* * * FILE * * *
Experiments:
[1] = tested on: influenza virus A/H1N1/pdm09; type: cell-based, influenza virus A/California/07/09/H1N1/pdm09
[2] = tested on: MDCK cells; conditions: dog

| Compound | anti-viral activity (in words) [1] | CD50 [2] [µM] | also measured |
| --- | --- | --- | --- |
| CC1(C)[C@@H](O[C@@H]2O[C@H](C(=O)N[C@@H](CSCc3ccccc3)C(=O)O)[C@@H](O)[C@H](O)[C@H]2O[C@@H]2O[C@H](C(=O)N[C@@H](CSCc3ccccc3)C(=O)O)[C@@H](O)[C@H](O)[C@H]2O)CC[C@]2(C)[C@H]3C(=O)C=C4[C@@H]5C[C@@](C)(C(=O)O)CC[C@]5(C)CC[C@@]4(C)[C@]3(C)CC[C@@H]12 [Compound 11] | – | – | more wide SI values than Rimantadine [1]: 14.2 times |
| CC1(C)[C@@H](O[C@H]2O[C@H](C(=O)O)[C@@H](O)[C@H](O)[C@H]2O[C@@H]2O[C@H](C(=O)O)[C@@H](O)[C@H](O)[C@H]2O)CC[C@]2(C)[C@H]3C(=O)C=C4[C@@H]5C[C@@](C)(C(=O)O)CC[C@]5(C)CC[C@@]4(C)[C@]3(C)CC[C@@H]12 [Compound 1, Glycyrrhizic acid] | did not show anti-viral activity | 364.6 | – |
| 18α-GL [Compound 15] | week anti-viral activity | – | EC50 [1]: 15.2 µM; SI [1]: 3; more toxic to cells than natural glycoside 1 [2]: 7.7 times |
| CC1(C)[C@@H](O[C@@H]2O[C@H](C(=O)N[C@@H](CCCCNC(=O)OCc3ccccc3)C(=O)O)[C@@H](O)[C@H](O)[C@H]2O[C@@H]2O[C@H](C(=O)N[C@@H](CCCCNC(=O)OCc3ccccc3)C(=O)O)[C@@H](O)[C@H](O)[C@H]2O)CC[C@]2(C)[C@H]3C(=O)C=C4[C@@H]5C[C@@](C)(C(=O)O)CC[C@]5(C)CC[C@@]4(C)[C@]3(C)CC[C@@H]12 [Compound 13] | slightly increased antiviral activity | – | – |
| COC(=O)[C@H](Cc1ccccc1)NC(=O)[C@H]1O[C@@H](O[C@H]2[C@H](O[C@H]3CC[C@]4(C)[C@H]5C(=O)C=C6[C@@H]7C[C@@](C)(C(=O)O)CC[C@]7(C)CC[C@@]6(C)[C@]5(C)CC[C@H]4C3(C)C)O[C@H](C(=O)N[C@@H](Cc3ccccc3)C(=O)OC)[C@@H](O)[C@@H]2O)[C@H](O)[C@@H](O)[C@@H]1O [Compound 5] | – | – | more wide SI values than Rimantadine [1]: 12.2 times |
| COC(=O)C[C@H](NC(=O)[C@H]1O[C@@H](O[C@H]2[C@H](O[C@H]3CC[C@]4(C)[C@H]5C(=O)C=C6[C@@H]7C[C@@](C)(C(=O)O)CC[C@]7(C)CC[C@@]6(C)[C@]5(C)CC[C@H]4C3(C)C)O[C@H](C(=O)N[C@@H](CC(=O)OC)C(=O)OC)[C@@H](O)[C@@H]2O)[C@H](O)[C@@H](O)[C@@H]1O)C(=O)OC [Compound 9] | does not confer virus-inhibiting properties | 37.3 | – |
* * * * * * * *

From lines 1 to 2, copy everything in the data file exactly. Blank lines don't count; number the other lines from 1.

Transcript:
Experiments:
[1] = tested on: influenza virus A/H1N1/pdm09; type: cell-based, influenza virus A/California/07/09/H1N1/pdm09